::: CHEP-EHP Fellows
::: Senior Fellows
Ian Kumekawa is a historian whose work focuses on economic thinking and imperial statecraft in the 19th and 20th centuries. His current book project, Imperial Schemes: Empire and the Rise of the British Business-State, 1914-1939 narrates the rise of the British “business-state”. Covering topics from forestry to banks, arms control to advertising, Imperial Schemes narrates how global and imperial dreams of wealth and power fueled the rapid expansion of the British domestic state in the years leading up to the creation of the postwar welfare state. Contrary to the widespread myth that the prewar British state was small and liberal, the project shows how the state was already large and growing fast, especially in areas related to economic management: industrial promotion, trade, and finance.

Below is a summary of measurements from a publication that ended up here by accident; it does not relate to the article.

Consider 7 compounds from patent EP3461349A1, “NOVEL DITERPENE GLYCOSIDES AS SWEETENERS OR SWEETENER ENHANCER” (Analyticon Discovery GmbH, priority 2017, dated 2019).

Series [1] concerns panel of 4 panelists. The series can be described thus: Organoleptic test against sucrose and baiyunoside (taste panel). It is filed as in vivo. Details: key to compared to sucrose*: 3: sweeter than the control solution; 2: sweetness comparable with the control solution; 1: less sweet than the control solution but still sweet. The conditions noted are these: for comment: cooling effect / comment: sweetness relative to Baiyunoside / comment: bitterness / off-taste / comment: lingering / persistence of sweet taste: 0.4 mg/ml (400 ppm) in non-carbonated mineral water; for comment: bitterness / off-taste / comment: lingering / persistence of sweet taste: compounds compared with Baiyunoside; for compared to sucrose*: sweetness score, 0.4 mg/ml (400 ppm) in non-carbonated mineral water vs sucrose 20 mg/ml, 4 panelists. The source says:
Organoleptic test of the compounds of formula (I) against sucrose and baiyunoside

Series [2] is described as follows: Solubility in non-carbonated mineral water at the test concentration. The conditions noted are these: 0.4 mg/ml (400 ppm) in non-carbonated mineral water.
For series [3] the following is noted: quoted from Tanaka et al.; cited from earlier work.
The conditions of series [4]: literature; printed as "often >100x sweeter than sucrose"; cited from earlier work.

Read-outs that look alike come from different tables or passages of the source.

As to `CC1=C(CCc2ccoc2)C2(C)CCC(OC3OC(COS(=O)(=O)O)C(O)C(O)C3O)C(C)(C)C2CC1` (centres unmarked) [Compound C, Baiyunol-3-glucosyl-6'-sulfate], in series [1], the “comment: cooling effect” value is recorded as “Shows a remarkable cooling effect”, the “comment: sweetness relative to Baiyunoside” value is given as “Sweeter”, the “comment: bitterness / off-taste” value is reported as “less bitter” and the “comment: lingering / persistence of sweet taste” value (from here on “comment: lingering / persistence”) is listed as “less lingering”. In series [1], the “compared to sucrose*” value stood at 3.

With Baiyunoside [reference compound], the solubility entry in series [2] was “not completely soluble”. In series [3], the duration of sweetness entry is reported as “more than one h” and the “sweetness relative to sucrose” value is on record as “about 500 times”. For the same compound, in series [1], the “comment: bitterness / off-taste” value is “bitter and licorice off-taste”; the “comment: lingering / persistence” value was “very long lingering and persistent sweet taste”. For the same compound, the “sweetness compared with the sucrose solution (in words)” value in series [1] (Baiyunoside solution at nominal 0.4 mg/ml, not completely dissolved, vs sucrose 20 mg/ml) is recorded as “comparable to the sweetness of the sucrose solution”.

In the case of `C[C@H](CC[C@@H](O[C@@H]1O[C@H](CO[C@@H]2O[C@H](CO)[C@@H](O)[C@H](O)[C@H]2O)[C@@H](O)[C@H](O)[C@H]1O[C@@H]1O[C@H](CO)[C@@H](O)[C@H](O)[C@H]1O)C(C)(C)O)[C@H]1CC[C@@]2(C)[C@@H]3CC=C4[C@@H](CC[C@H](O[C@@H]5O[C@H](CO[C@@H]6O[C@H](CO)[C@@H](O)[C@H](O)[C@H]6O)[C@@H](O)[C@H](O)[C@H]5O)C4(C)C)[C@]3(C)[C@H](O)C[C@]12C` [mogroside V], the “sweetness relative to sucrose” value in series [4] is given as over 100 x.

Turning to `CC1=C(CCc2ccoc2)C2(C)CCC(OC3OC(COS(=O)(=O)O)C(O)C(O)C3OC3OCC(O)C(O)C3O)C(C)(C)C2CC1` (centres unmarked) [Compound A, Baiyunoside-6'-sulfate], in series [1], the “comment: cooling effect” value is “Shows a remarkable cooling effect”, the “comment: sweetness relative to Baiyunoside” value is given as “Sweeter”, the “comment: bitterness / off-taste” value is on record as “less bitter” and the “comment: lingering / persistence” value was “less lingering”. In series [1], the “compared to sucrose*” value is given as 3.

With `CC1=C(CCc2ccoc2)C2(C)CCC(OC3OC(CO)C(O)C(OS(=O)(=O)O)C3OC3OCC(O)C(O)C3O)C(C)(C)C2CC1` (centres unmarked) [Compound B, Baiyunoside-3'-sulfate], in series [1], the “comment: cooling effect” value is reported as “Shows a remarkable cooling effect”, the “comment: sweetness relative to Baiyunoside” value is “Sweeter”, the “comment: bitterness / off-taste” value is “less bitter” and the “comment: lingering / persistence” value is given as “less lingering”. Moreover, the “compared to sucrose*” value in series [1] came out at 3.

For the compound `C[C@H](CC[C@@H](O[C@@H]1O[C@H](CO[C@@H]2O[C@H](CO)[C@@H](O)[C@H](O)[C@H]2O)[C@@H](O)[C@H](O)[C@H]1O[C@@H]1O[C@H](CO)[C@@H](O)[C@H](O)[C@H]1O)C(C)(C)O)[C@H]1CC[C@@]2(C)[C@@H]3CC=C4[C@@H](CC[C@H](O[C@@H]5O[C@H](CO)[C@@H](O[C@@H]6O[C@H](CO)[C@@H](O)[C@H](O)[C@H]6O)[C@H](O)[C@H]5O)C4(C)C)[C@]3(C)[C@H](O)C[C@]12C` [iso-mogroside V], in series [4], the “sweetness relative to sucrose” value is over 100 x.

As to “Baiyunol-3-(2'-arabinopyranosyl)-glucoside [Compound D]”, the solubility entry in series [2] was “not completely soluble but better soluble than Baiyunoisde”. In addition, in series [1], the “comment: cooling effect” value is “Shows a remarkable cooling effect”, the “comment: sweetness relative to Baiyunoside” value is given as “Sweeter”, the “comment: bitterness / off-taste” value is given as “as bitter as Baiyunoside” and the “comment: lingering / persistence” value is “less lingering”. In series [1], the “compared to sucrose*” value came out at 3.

Ian has worked extensively in the digital humanities, especially with network visualizations. His interests include the history of bureaucracy and the ways economic ideas shape social action. Ian’s first book, The First Serious Optimist (Princeton University Press, 2017), examined the intellectual origins of welfare economics, focusing specifically on its founder, Cambridge economist A.C. Pigou (1877-1959).It was co-awarded the 2017 Joseph J. Spengler Best Book Prize from the History and Economics Society. You can read the introduction here.
Ian earned Ph.D. in History from Harvard University in 2020. He obtained his MPhil at the University of Cambridge in 2013 and his A.B. at Harvard College in 2012.